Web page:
The prime reason why I picked up this animated movie was because I've seen the DVD cover in a documentary on French artist Moebius entitled Moebius Redux: A Life in Pictures, which was screened in this year's Animation National festival. Directed by René Laloux, Time Masters is a science fiction piece with designs by the master artist
Despite having the English title as Time Masters, there isn't any time component in its core story, though it gets shoved quite haphazardly into the revelation, which seemed to have come from the blind side, and took me by surprise for a bit. Didn't see it coming, but on hindsight, it came woefully too late though, leaving things wrapped up fairly quickly in the last act, that made it a little unsatisfactory, and treading very close to a cop out of sorts.
A 1980s animated movie, it does present a time travel of sorts for the viewer. After having being so used to 3D or computer graphics being the tool of choice to churn out feature length animated movies, this did seem like a blast from the past, but still standing the test of time after 25 years. I guess with the science fiction genre, it does provide it an additional age in terms of longevity (like Tron). Here, the movie opens with a chase sequence over an eclectic synthesized soundtrack, where the boy Piel and his father is on a flight from some hornet creatures. Before his dad met his demise, he gives Piel an egg like communicator, and had radioed his good friend Jaffar for assistance to rescue his son.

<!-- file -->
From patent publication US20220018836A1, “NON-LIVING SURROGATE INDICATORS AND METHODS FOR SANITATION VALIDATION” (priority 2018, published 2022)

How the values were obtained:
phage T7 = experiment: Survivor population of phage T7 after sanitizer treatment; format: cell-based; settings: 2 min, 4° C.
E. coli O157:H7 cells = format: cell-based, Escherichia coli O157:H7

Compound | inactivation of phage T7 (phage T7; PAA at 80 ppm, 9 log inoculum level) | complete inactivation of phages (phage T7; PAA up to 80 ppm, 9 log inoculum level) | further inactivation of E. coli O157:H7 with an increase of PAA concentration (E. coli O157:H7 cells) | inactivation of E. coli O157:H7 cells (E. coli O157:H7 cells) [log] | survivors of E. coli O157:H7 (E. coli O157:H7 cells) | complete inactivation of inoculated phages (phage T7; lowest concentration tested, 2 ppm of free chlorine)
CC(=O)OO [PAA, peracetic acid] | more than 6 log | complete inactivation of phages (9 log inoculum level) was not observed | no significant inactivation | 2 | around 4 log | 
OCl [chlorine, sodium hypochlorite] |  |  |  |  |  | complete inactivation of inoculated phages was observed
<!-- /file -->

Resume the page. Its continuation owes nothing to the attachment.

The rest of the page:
Here on the movie takes on two parts. First, PIel and his surviving amongst various encounters and creatures from within a strange forested area within the desert planet of Perdide, while waiting for Jaffar to arrive. And on the other track, Jaffar and his crew of token love interest Belle, technical wizard Silbad, two psychic stowaway gnomes in Jad and Yula, and fugitive Prince Matton. engage in a series of adventures, dealing with internal bickering, as well as external threats such as on the Gamma 10 planet with its faceless winged creatures.
While the animation is rudimentarily simple in today's terms, the story does take on an interesting, mature dimension, especially with characterization. I particularly liked the gnomes as they provide clue-ins of sorts as they prepare you for what's possibly coming up, as well as to add some comedic elements into the storyline like a Laurel and Hardy. Piel too as the child shines through with real child-like qualities, which I thought was something different as he doesn't suddenly becomes a hero, which is so common in a typical story in today's setting, and what I thought was quite refreshing - let the kid stay a kid! And the designs by Moebius is just plain wicked, making the movie truly a sight to behold. Is there any more that you can ask for in a science fiction space adventure?
This Region Free DVD by Image Entertainment comes in full screen presentation, and the visuals look like they have been transferred from a VHS source, with soft edges and some blur in characters in a scene. Some pops and cackles are noticeable, but won't mar any enjoyment from the movie. Audio is in French mono, with subtitles only available in English. There are no extras in this bare bones DVD, not even a menu, except that it allows for scene selection over 10 chapters.